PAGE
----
Structured settlement/annuity payments are a valuable financial asset of the payee. In every Secondary Market transaction a payee transfers and assigns the right to receive future structured settlement/annuity payments in return for a present, lump sum cash payment from the transferee/assignee (the funding company). Thus, the payee is always getting less money (up front) than they would receive in the future if they waited and received the payments directly from the obligor/issuer as they come due. The purchase price is determined by calculating the discounted present value of the future stream of payments to be transferred/assigned by applying a discount rate.
Many factors go into determining the purchase price that the payee will receive and the discount rate that will be applied to determine the purchase price, but in all cases the payee will be giving up future money to receive a current lump sum payment. So, the payee should make sure they really, truly need to liquidate these payments, either to:
- achieve a desired goal (i.e. buy a house, start a business, continue one’s education, purchase a car, pay off debt, etc.)
- or to preserve an asset or address an immediate need (i.e. necessary medical procedure, lost job and need to maintain some income
- or pay bills to avoid losing assets, saving a house from foreclosure, get caught up on house payments/car payments, avoid bankruptcy, etc.).
The payee should avoid selling more payments than they need to address their need or achieve their objective. If you need $ 30,000 to get caught up on bills, house payments, car payments, and tie one over while the search for another job continues, then do not let anyone talk you into selling payments to raise $ 80,000.00. Building in some excess as a fudge factor, say raising $ 35,000.00, might make sense, but try to limit how much of one’s future payments one liquidates.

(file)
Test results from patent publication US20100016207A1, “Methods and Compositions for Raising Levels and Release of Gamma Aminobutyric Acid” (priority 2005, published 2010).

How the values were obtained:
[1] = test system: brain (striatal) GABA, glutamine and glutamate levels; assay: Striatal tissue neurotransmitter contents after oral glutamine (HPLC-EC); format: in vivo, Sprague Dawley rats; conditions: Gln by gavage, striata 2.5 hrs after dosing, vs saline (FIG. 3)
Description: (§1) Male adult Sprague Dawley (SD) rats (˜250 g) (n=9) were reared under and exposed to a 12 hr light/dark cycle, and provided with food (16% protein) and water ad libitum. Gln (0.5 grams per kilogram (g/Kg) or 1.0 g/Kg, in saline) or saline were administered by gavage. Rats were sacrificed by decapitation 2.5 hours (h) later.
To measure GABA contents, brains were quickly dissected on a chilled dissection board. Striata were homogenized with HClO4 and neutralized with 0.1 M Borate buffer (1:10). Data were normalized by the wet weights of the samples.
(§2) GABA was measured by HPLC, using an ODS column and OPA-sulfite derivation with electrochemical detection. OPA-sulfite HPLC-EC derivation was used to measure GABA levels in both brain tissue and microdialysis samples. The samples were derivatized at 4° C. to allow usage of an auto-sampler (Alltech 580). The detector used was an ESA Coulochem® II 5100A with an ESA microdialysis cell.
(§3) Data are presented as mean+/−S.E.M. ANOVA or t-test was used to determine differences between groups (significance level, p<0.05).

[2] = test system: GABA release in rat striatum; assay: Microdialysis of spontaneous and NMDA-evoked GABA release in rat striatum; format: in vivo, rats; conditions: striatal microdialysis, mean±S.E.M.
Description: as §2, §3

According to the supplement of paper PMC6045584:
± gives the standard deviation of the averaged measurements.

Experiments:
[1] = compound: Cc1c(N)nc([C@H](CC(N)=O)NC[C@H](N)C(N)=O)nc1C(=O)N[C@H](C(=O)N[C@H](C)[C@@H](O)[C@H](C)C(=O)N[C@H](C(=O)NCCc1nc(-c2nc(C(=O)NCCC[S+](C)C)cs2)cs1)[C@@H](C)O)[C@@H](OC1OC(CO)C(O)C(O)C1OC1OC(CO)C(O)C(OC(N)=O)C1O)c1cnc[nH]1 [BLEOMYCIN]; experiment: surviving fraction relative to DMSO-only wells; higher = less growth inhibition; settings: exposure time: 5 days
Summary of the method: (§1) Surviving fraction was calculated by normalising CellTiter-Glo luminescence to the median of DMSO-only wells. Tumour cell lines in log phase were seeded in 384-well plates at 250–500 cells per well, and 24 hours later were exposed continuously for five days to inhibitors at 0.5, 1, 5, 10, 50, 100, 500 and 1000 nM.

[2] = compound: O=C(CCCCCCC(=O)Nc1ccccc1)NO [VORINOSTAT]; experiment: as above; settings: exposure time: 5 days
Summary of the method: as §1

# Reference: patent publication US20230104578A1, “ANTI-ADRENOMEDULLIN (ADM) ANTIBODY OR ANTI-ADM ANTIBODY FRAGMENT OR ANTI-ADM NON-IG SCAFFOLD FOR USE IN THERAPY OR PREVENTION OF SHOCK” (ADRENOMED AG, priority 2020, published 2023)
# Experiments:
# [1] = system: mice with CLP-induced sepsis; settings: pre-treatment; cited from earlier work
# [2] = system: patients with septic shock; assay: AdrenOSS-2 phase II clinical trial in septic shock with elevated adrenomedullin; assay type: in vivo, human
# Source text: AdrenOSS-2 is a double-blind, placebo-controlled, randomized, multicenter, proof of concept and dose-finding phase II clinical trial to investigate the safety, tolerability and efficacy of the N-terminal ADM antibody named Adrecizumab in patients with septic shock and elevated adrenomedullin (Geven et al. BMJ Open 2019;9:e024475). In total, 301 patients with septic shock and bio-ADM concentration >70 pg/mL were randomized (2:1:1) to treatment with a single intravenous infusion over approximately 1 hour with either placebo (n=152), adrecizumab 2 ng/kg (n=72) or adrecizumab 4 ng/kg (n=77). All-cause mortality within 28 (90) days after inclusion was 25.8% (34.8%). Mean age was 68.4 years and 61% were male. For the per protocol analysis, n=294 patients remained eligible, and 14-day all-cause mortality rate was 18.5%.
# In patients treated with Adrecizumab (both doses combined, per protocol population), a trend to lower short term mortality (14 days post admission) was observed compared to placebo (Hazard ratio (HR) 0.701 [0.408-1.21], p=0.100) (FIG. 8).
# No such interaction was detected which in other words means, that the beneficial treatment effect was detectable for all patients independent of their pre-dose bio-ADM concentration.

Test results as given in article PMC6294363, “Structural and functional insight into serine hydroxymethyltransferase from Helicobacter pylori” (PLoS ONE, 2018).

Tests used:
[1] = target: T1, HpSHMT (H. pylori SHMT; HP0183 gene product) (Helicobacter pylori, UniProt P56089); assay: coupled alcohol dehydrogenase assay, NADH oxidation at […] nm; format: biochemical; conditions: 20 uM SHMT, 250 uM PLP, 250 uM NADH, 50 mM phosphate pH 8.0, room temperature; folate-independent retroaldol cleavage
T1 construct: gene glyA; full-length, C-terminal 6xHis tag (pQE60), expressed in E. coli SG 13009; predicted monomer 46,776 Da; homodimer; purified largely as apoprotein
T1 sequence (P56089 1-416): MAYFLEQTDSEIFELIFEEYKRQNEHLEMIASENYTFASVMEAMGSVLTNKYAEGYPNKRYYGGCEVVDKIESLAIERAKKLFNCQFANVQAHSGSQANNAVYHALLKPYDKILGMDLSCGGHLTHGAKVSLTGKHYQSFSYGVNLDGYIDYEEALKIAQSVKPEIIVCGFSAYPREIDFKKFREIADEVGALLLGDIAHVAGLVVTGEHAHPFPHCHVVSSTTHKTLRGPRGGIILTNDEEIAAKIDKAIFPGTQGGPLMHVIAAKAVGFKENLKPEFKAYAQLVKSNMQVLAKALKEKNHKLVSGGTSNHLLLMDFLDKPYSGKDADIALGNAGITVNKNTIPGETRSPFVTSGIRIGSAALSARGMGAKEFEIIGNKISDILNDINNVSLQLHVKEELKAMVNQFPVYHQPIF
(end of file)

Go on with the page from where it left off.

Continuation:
Additionally, it is important for payees to feel comfortable with the funding company. Don’t let anyone pressure you into a transaction. Read the documents that they send you. Sometimes, the company offering the most money for a particular transaction is still not the payee’s best option. There are funding companies, unfortunately, that include provisions in the transaction documents (i.e. rights of first refusal, onerous arbitration provisions requiring arbitration in far away places and impose arbitration fees on the payee, etc., security interests in all of one’s payments, etc.) that should be considered carefully and which might not be beneficial to the payee. I would always recommend doing business with a funding company that is a member of NASP.
Also, review carefully stipulations provided by issuers/obligors. There are indemnity provisions in there that could be problematic in the future. Don’t ever advance money to a funding company or a broker who claims that they will help you get your deal approved. The payee should never have to pay or advance funds to try and get these deals approved, EXCEPT if the payee chooses to consult with a financial advisor or lawyer regarding the transaction. Make sure that the person that you have consulted understands the transaction. Also, remember that your financial advisor/lawyer may not like the transaction and may advise you against it, BUT they work for you and their job is to support your decision, explain the transaction to you, and make sure that you are making an informed decision, NOT to substitute their judgment and view of the transaction for the payees.
Be wary of companies and brokers who claim that they can get your deal approved in another state. Always be open and honest with the court. These transactions are perfectly legal and the assets being liquidated belong to the payee. Courts may not like them all the time because the payees give up money in the future, but payees should be clear and direct with the Court that they have thought this through and that at this time this transaction makes sense for them. Payees who are unable to work and depend entirely on their structured settlement payments for their monthly income and necessities should think long and hard about these transactions and should endeavor to retain sufficient income and funds to insure that they will not be left destitute.